Mavrud is a traditional Bulgarian red grape variety. It is among the most popular in the country. Highly valued, it claims to be one of the oldest local varieties used in wine production. It is grown in certain regions of the country. Mavrud thrives in the south Bulgarian wine regions - Plovdiv, Parvomay, Stara Zagora, Chirpan and Asenovgrad.
As with all varieties, Mavrud possesses distinctive characteristics. It has large grape leaves, which, with the onset of the fall months, gain a wine red color. The stems are long, light-green colored. The flowers of the vine are hermaphrodite and the grape cluster - large, cone-shaped. The seeds aren't particularly large. The color of the grapes vary from blue to red. The flesh is juicy, with a balanced taste, covered in a waxy coating.
Mavrud is a variety that is not so easy to grow. It prefers deep alluvial soils, rich in moisture. It needs a specific temperature during its vegetative stage. It ripens during the fall - in the first half of October, but this process requires certain conditions. The vines of this variety develop slowly. They are characterized by decent vine fertility. As a culture, Mavrud has positive traits, as well as negative ones.
As a whole, this variety is not susceptible to botrytis (gray mold) but is vulnerable to fungal infections. For this reason, if such a problem is noticed, immediate action needs to be taken. Another drawback to Mavrud is that it does not tolerate low temperatures. If they drop lower than 3.2°F (-16 °C), the sort freezes. And if the fall happens to be cold, the harvest easily becomes unsuitable for wine making.
History of Mavrud
Mavrud enjoys a rich history. There exist numerous legends, speaking of the distribution of the culture and the production of the wine. One of them tells of a widow named Ilaya. She lived during the reign of Khan Krum. The woman had only one child, a boy, whom she raised on the grapes from the vines that grew in front of her house. Ilaya's son grew up into a big and strong man.
Somehow, he got into a struggle with the favorite lion of the khan and overwhelmed it. The khan was curious as to how the young man had managed to become so powerful. The man explained that he owed his strength to the grapes that his mother had fed him all those years. The young man's name was Mavrud and so the khan ordered for the impressive vine to be called thus from that day forth.
According to another story, Mavrud was one of the warriors of Khan Tervel. Before a battle was imminent, his mother would give him a flask of wine. She told him to drink a little of it every time he felt a threat looming. And so, Mavrud managed to always come out as a fearless warrior. Khan Tervel took notice of this and he asked the youth about it. The young man told of the wine and so the khan named the drink after him.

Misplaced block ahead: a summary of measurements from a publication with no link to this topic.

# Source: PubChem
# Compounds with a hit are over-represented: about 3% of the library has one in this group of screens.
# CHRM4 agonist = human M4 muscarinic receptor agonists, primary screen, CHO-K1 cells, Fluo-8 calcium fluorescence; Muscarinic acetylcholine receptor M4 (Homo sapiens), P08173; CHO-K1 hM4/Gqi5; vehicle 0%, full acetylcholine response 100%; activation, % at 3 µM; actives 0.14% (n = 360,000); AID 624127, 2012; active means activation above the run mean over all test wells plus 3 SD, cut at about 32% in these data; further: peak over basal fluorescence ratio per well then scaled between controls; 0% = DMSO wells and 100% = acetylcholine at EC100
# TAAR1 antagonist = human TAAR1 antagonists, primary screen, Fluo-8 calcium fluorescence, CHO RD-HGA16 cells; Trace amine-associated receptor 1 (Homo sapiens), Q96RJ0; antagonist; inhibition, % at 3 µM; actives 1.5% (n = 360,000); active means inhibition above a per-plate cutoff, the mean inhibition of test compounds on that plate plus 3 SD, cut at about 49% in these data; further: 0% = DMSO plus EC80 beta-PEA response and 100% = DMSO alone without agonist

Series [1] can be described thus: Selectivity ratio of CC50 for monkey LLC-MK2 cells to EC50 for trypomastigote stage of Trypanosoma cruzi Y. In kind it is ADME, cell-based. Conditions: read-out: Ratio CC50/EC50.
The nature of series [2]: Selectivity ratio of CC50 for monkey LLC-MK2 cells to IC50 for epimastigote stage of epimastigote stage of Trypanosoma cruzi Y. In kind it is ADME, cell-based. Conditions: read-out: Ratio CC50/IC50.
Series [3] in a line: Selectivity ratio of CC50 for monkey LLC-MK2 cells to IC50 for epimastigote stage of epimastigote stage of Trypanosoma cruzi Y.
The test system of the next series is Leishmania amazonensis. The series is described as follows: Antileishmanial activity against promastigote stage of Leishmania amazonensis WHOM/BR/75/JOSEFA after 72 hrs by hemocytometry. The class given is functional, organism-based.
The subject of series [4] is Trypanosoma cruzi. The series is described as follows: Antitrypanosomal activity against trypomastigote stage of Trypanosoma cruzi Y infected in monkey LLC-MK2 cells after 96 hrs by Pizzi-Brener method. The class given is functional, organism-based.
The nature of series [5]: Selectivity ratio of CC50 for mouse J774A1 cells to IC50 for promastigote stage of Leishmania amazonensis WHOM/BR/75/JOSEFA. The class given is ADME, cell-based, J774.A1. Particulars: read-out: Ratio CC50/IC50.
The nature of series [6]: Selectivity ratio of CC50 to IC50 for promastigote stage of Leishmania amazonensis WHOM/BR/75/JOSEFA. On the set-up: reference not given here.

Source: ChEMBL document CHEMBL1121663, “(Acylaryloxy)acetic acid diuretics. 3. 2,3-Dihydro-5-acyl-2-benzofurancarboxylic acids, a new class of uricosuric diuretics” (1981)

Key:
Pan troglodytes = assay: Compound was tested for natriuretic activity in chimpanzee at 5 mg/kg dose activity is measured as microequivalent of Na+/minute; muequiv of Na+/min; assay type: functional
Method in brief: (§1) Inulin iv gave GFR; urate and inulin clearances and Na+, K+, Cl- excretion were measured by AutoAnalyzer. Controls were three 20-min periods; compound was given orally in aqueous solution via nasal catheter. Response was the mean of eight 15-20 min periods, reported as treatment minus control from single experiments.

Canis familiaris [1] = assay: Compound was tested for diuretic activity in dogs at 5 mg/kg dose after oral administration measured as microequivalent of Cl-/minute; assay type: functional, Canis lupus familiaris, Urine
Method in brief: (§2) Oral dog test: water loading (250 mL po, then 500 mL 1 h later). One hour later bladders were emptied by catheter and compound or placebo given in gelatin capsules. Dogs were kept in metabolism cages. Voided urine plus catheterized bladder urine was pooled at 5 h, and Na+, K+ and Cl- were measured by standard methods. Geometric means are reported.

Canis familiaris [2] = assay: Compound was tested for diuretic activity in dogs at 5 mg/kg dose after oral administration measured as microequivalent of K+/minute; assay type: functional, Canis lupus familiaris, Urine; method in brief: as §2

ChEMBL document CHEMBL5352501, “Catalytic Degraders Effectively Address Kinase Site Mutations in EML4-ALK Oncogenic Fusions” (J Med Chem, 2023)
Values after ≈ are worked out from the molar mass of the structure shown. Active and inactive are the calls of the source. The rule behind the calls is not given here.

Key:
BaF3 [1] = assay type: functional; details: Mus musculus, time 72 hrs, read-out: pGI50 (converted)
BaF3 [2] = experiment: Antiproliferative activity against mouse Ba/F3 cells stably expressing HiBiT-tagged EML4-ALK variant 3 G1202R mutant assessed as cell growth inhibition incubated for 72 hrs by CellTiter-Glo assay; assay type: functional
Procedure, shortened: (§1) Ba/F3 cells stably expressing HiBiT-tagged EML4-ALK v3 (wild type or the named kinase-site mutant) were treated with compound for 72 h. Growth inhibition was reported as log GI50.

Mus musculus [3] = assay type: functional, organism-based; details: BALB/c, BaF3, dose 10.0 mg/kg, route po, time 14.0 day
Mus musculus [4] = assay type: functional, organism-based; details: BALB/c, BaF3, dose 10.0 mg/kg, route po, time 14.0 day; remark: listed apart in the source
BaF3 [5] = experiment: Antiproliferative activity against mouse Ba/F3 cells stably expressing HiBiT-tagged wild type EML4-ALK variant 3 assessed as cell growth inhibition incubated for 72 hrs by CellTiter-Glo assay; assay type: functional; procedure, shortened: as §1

Characteristics of Mavrud
The sugar content of the grapes is from 17-22%. The wine from Mavrud has a ruby red color. It is loved by quality drink enthusiasts for its soft taste. The grape drink is aged in specialized containers. It possesses tannins and acids. It has a distinct aroma, with noticeable nuances of blackberry or mulberry.
The highest quality wines prepared from this traditional grape variety are characterized by a full-bodied, harmonious taste, perfected by its contact with the oak kegs in which it aged. Mavrud wines come in red table and dessert types. During aging, their qualities become embellished. The optimal period for aging is about 3 years. The end result is that the drinker receives a red beverage with the right amount of tannins and a high alcohol content.
Wines made from Mavrud are a real treat for the senses. When served the right way, it transforms into an irresistible temptation. When serving Mavrud, the grape beverage must neither be too cold, nor hot. Aim for a temperature of about 60.8°F (16° C).
Serve it in traditional wine glasses with a foot, to perfectly showcase the wonderful color of the drink. Do not fill the glass all the way up, only halfway. Take small sips and allow your palate to appreciate the majesty of the elixir.
Mavrud is noted for its full-bodied taste and superb bouquet of fruits. Sometimes, even spices are felt. Try serving the wine with a suitable appetizer. If you love sweets, you'll find yourself in a sea of perception if you combine Mavrud with chocolate desserts. If you're trying to avoid high-calorie treats, you can combine the wine with fruits. Of course, there are other combinations as well.
If you prefer small game, you can combine the wine with roasted pheasant or partridge. Roasted red meats are also an appropriate addition to Mavrud. If you're a person whose dinner table does not contain any meat, you can choose a different type of appetizer for this wine. You can't go wrong with an unprocessed cheese. It's all a matter of taste. Having good company is of course a must.